Each child must have his or her own individualized, written plan for providing Incidental Medical Services. The child care provider, the family, and the physician must work together to decide whether (and how) the provider can give medication to that individual child. The individual plan should be kept in the child’s file, but does not have to be submitted to the Community Care Licensing Division. Community Care Licensing is not involved in making the plan, and cannot prohibit a child care provider from giving a child medication.
Child care programs also must keep complete records of the necessary documents to support giving IMS to a particular child in that child’s record (see below).
- Written consent from the child’s parent or authorized representative that the child may receive specified IMS at the facility, and the names of all child care staff who will be trained to give the medication;
- Written medical orders from the child’s physician, which includes:
(a) a statement that a non-medical person may provide the IMS;
(b) if medication is prescribed, the name of the medication, method, amount, and time schedule for administering the medication; and
(c) a description of the required training for all staff who will be giving the medication.
- Written verification that the designated licensee or staff has completed the training required by the physician’s medical orders, and that at least one of the designated and trained staffpersons will be at the facility at all times that the child needing services is in care.
Child care providers or programs then submit a Plan of Operation to Provide Incidental Medical Services to Community Care Licensing. The provider must revise the Plan whenever there are changes to the services provided.
In addition to individualized plans for children who require IMS, a child care program that cares for children who need IMS shall identify those services in its general Plan of Operation that it submits to the Community Care Licensing Division.
A facility applying for a license should include the IMS information in their Plan submitted at the time of application. Currently licensed facilities must submit a revised Plan of Operation for approval at the time that they begin to provide IMS to children in their care.
The Plan describes the facility’s IMS policies and procedures to ensure the proper safeguards are in place. Some of the topics to be covered in the Plan are:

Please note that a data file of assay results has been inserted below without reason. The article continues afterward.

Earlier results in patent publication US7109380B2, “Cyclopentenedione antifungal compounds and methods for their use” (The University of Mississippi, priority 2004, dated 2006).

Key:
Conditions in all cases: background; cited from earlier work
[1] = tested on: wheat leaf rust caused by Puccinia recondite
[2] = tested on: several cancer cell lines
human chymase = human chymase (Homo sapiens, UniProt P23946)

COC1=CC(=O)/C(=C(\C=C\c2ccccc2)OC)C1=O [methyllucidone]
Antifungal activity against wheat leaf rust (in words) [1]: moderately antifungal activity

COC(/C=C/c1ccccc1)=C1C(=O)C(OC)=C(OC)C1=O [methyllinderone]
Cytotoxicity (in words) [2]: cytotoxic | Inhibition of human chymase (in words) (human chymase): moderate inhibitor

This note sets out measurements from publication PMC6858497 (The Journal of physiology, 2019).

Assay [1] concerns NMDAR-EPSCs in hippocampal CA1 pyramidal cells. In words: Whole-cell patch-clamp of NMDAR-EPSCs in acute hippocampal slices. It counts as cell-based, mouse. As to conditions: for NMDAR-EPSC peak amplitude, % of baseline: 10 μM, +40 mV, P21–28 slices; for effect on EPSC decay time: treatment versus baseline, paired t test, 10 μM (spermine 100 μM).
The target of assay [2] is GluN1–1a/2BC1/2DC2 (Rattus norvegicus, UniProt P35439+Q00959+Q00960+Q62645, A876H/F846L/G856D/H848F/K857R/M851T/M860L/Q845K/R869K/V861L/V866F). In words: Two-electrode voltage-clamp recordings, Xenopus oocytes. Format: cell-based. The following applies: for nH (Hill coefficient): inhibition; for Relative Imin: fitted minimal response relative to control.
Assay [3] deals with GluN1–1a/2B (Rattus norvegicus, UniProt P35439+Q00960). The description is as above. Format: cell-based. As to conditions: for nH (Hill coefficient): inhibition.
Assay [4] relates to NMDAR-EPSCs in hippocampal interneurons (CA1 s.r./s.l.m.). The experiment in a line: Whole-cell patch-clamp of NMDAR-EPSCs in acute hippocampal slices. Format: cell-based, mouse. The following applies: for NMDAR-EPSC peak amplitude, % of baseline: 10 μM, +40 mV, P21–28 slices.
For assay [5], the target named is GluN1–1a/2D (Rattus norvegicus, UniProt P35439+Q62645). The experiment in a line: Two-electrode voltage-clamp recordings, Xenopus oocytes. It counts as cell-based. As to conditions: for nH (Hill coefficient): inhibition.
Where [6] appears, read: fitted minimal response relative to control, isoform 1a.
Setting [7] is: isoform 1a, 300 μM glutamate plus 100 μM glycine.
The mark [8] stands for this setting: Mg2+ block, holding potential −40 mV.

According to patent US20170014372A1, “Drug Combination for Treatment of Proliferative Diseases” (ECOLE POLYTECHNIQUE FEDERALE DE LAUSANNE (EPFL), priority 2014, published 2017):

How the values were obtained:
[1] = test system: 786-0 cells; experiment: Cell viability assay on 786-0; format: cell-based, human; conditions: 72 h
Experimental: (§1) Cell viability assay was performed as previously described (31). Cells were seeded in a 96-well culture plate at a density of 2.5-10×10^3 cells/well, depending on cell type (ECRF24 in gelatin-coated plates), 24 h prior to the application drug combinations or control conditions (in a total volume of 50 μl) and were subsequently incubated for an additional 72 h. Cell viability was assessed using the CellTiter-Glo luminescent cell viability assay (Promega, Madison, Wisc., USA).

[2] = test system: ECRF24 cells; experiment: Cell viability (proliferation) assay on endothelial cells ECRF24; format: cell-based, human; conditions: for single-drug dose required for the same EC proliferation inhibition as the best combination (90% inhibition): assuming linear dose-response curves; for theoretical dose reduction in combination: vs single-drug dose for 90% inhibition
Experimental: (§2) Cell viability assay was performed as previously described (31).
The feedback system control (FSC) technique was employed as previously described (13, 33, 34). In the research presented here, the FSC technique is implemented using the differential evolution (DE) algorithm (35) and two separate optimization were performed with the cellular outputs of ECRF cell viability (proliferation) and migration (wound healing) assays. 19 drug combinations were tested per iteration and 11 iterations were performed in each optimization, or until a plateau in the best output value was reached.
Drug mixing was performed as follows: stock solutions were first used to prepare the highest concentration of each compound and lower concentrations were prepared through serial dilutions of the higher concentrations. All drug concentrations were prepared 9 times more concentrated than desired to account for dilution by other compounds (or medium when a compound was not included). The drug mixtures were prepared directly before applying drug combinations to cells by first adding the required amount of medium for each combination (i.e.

- Types of Incidental Medical Services to be provided;
- Records to be obtained and maintained, such as permission from the parental/authorized representative to provide the IMS; written instructions from the child’s physician; verification of staff training; how you will keep records of the medication or service provided;
- Plan for safe storage of medications and equipment/supplies;
- Training requirements, including how to administer medication/service, who will provide the training and what to do in emergencies;
- How you will ensure adequate staffing to provide IMS to all children who need it;
- Plan for ensuring proper safety and hygiene procedures;
- Plan for transporting medication, equipment, and supplies with child(ren) to ensure IMS are not interrupted during field trips or when there is a disaster; and
- Plan for reporting any serious incidents to the parent/guardian and appropriate authorities.
For specific information on the topics that should be included in the IMS Plan of Operation for child care centers, see Child Care Evaluator Manual, Section 101173 (Plan of Operation). Family child care providers must also include the information listed above in the Plan they submit to Licensing for Providing Incidental Medical Services. Child Care Evaluator Manual, Section 102417.
If you think that Community Care Licensing is preventing you from administering medications to a child in your care who needs them, please contact your local Licensing Regional Office immediately. If the situation isn’t resolved, contact Community Care Licensing headquarters or the Child Care Law Center.